He works hard to build a defense for those accused and manages to persuade Mary Warren to tell the truth, but this success is short-lived. As a last resort, he suffers the public shame of confessing to his adultery with Abigail. In prison, he eventually confesses so that he
The story Marriage is a Private Affair by Chinua Achebe has a villain named Okeke. His stolid look on things made it hard for him to keep an amicable relationship with his son. Harrison Bergeron’s, by Kurt Vonnegut Jr., villain would be The H-G men. They go to extreme actions to provide equality. The Judges in The Pit and the Pendulum by Edgar Allan Poe are considered villains because of how they torture innocent civilians.
The Scarlet Pimpernel is a figure known to smuggle aristocrats out of Paris, France, where they were being slaughtered and executed. He lives a double personality to keep his identity a secret, and uses cunning and cleverness to outwit his enemies. This creates the perfect setup for irony to come into play in the story. There are three types of irony present in the novel, verbal, situational, and dramatic. Verbal irony is when someone says something they don’t mean.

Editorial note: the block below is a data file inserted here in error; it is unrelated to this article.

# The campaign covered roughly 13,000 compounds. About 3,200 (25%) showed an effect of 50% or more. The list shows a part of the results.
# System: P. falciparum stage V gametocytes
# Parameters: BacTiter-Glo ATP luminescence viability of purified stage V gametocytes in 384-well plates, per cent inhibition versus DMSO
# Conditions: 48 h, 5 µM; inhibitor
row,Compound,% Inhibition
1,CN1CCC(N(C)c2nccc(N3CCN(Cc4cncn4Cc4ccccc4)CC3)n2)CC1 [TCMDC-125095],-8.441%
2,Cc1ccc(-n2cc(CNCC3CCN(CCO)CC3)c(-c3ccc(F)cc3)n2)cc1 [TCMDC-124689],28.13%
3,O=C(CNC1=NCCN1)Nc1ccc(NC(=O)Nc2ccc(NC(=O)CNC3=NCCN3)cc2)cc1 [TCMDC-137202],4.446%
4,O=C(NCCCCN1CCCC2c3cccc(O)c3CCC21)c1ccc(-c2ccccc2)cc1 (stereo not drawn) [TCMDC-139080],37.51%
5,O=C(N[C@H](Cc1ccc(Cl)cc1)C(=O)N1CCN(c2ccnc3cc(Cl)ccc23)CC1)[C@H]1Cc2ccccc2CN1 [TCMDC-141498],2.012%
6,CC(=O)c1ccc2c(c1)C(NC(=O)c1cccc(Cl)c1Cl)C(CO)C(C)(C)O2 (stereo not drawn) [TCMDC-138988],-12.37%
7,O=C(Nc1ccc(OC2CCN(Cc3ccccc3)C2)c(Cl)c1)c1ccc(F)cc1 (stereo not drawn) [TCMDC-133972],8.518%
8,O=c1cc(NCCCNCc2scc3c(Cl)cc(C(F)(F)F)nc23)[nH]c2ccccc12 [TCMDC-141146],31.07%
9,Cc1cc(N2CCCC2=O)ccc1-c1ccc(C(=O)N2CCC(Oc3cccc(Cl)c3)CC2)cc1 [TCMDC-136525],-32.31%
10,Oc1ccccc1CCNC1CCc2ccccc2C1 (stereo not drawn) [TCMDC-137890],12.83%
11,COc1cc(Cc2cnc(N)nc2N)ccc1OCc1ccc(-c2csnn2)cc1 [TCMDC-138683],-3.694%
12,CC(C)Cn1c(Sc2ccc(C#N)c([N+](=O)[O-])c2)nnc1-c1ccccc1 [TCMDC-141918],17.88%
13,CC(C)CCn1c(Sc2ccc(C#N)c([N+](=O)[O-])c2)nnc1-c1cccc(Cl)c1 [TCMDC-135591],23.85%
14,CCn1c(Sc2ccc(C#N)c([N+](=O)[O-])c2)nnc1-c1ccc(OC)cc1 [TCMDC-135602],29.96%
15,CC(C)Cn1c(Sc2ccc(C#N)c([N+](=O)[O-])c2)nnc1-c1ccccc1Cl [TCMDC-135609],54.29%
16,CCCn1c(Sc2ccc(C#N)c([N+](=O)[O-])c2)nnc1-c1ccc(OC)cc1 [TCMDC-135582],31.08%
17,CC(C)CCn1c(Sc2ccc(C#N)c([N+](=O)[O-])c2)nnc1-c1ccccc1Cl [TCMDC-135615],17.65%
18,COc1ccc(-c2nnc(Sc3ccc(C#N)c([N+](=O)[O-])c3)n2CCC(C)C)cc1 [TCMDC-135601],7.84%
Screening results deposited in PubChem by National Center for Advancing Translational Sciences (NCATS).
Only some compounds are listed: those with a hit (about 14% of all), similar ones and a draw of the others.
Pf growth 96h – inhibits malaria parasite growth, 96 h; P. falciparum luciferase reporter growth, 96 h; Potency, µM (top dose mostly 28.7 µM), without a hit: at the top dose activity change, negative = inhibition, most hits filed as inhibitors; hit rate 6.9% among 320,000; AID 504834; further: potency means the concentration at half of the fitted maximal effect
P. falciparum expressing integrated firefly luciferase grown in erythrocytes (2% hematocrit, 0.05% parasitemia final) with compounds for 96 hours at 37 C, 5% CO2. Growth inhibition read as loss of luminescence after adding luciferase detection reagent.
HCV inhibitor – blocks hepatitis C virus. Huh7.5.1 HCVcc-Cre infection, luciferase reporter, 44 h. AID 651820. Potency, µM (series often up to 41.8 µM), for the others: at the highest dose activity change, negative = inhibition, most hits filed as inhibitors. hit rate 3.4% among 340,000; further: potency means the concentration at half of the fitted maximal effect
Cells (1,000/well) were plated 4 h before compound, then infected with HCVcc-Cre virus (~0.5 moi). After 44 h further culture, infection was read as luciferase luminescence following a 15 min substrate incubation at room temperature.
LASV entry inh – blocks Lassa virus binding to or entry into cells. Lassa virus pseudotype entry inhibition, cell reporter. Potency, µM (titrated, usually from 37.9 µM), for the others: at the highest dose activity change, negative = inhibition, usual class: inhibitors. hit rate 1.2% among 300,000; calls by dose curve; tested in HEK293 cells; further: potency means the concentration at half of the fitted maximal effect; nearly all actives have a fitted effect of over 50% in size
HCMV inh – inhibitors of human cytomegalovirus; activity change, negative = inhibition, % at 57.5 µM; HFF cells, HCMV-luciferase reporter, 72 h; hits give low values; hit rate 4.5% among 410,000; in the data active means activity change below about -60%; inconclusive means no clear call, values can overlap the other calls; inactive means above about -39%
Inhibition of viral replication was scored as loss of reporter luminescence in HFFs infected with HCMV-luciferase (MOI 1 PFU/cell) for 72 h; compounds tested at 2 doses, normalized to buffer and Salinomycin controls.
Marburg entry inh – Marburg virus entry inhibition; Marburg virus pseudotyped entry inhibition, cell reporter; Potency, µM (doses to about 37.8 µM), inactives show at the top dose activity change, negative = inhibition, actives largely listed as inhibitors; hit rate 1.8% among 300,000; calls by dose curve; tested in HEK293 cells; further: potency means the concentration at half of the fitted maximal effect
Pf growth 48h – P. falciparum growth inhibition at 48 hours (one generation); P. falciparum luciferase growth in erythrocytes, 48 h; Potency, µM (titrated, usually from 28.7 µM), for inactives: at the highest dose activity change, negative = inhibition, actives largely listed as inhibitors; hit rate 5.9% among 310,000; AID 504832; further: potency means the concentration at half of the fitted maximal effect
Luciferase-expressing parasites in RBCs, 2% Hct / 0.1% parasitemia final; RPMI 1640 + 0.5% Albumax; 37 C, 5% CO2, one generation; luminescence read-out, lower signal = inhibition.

John ends up confessing to having an affair with Abigail because he is trying to get his wife, Elizabeth or goody proctor out of prison. by telling the truth about his affair with Abigail it shows that Abigail is making false accusations about Elizabeth harming her as she just wants to hurt her lovers wife because john ultimately chose Elizabeth over Abigail. however in telling the truth about this he needs his wife to do the same. Elizabeth does not know that john has confessed so she lies to save his good name and pride, in doing so she damns them both. The importance of reputation escalated throughout the story.